As production progresses, designers are asked to make frequent decisions about elements missing from the design. The consequences of these decisions are hard to predict and often can only be determined after creating the full implementation. These are referred to as the unknowns of the design, and the faster they are uncovered, the less risk the team faces later in the production process. Outside factors such as budget cuts or changes in milestone expectations also result in cuts to the design, and while overly large cuts can take the heart out of a project, cuts can also result in a streamlined design with only the essential features, polished well.[original research?]
Towards the end of production, designers take the brunt of responsibility for ensuring that the gameplay remains at a uniform standard throughout the game, even in very long games. This task is made more difficult under "crunch" conditions, as the entire team may begin to lose sight of the core gameplay once pressured to hit a date for a finished and bug-free game.[original research?]
- List of video game designers
- List of video gaming topics
- List of books about video games
- First playable demo
- Brathwaite, Schreiber 2009, p. 2
- The Making of a Great Modern Game Designer Glassner, Andrew. Society for Industrial and Applied Mathematics.
- Adams, Rollings 2003, pp. 20, 22-25
- Bates 2004, p. 3
- Adams, Rollings 2003, pp. 29-30
- Bethke 2003, p. 75
- Chandler 2009, p. 3
- Adams, Rollings 2003, pp. 31-33
- Bates 2004, p. 6
- Oxland 2004, p. 25
- Bates 2004, pp. 14-16
- Bates 2004, p. 160
- Bates 2004, pp. 160-161
- Bates 2004, p. 161
- Oxland 2004, pp. 297-298
- Bates 2004, pp. 161-162
- Bates 2004, p. 162
- Bates 2004, p. 12
- Adams, Rollings 2003, pp. 47-48
- Adams, Rollings 2003, pp. 48-49
- Adams, Rollings 2003, p. 51
- Adams, Rollings 2003, p. 52
- Salem, Zimmerman 2003
- Oxland 2004, p. 292
- Moore, Novak 2010, p. 74
- "Formal tuition in video game design"
- Bates 2004, p. 179
- Oxland 2004, pp. 292-296
- Bethke 2003, p. 40
- Oxland 2004, pp. 293-294
- Oxland 2004, pp. 294, 295
- Oxland 2004, pp. 295-296
- Moore, Novak 2010, p. 76
- Shahrani 2006, part I
- Oxland 2004, pp. 296-297
- Bethke 2003, pp. 40-41
- Fleming, Jeffrey (April 2008). "9th Annual Salary Survey". Game Developer (United Business Media) 17 (4): 8.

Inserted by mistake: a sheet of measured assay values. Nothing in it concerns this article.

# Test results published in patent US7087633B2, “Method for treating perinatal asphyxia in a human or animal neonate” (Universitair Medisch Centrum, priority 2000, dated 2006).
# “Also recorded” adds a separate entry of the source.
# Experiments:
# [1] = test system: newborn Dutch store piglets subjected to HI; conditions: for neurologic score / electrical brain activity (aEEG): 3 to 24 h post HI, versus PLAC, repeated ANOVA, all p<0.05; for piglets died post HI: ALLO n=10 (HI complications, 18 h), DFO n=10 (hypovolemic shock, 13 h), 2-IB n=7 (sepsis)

- "Top Gaming Studios, Schools & Salaries". Big Fish Games.
- Brathwaite, Schreiber 2009, p. 5
- Bates 2004, p. 151
||This article includes a list of references, but its sources remain unclear because it has insufficient inline citations. (May 2011)|
- Adams, Ernest; Rollings, Andrew (2003). Andrew Rollings and Ernest Adams on game design. New Riders Publishing. ISBN 1-59273-001-9.
- Bates, Bob (2004). Game Design (2nd ed.). Thomson Course Technology. ISBN 1-59200-493-8.
- Bethke, Erik (2003). Game development and production. Texas: Wordware Publishing, Inc. ISBN 1-55622-951-8.
- Brathwaite, Brenda; Schreiber, Ian (2009). Challenges for Game Designers. Charles River Media. ISBN 1-58450-580-X.
- Moore, Michael E.; Novak, Jeannie (2010). Game Industry Career Guide. Delmar: Cengage Learning. ISBN 978-1-4283-7647-2.
- Oxland, Kevin (2004). Gameplay and design. Addison Wesley. ISBN 0-321-20467-0.
- Salen, Katie; Zimmerman, Eric (2003). Rules of Play: Game Design Fundamentals. MIT Press. ISBN 0-262-24045-9.
- Shahrani, Sam (April 25, 2006). "Educational Feature: A History and Analysis of Level Design in 3D Computer Games". Archived from the original on 2009-04-22. Retrieved 29 March 2010.
- Rules of Play, a book on game design by Eric Zimmerman and Katie Salen
- The Game Design Reader, about game design and criticism by Eric Zimmerman and Katie Salen
- "MDA: A Formal Approach to Game Design and Game Research". Robin Hunicke, Marc LeBlanc, and Robert Zubek. Proceedings of the AAAI Workshop on Challenges in Game AI. 2004.
|Wikiversity has learning materials about School:Game design|
- Game design veteran Tom Sloper's game biz advice, including lessons on game design
- ACM Queue article "Game Development: Harder Than You Think" by Jonathan Blow
- The Art of Computer Game Design by Chris Crawford
- Game design at DMOZ
- Example Game Design Document by Chris Taylor
- "So You Wanna Be a Game Designer" at GameSpot
- The Designer at the Wayback Machine (archived January 7, 2008) at Eurocom
- The Philosophy of Game Design (part 1) at The Escapist
- GDP2: Game Designs and Game Design Patterns collection hosted by Interactive Institute
- The Chemistry Of Game Design at Gamasutra - by Daniel Cook
- Daniel Cook: Game Design Theory I Wish I had Known When I Started video from YouTube